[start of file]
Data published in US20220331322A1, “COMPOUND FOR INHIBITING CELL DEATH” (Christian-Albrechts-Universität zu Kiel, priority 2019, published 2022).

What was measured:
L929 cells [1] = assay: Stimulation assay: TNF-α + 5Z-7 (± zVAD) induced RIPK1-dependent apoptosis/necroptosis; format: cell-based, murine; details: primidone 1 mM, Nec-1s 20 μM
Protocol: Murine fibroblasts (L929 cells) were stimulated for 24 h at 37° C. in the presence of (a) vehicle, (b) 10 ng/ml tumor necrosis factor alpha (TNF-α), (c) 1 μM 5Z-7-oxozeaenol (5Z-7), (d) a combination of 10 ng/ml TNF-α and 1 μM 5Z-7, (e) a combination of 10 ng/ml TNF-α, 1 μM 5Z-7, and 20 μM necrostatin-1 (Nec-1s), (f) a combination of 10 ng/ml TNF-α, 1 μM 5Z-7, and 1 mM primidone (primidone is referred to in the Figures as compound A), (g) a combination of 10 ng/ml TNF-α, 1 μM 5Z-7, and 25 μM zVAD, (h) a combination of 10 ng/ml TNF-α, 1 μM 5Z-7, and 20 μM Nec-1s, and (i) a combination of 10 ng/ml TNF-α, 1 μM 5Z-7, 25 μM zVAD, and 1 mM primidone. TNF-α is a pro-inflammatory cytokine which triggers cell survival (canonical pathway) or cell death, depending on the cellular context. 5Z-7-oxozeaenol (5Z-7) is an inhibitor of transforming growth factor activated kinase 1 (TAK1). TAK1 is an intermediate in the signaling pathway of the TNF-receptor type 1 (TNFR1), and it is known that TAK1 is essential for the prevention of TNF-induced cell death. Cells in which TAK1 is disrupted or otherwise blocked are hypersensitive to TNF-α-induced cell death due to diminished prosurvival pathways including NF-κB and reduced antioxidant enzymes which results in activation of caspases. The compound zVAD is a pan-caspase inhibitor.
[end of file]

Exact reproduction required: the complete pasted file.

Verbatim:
Data published in US20220331322A1, “COMPOUND FOR INHIBITING CELL DEATH” (Christian-Albrechts-Universität zu Kiel, priority 2019, published 2022).

What was measured:
L929 cells [1] = assay: Stimulation assay: TNF-α + 5Z-7 (± zVAD) induced RIPK1-dependent apoptosis/necroptosis; format: cell-based, murine; details: primidone 1 mM, Nec-1s 20 μM
Protocol: Murine fibroblasts (L929 cells) were stimulated for 24 h at 37° C. in the presence of (a) vehicle, (b) 10 ng/ml tumor necrosis factor alpha (TNF-α), (c) 1 μM 5Z-7-oxozeaenol (5Z-7), (d) a combination of 10 ng/ml TNF-α and 1 μM 5Z-7, (e) a combination of 10 ng/ml TNF-α, 1 μM 5Z-7, and 20 μM necrostatin-1 (Nec-1s), (f) a combination of 10 ng/ml TNF-α, 1 μM 5Z-7, and 1 mM primidone (primidone is referred to in the Figures as compound A), (g) a combination of 10 ng/ml TNF-α, 1 μM 5Z-7, and 25 μM zVAD, (h) a combination of 10 ng/ml TNF-α, 1 μM 5Z-7, and 20 μM Nec-1s, and (i) a combination of 10 ng/ml TNF-α, 1 μM 5Z-7, 25 μM zVAD, and 1 mM primidone. TNF-α is a pro-inflammatory cytokine which triggers cell survival (canonical pathway) or cell death, depending on the cellular context. 5Z-7-oxozeaenol (5Z-7) is an inhibitor of transforming growth factor activated kinase 1 (TAK1). TAK1 is an intermediate in the signaling pathway of the TNF-receptor type 1 (TNFR1), and it is known that TAK1 is essential for the prevention of TNF-induced cell death. Cells in which TAK1 is disrupted or otherwise blocked are hypersensitive to TNF-α-induced cell death due to diminished prosurvival pathways including NF-κB and reduced antioxidant enzymes which results in activation of caspases. The compound zVAD is a pan-caspase inhibitor.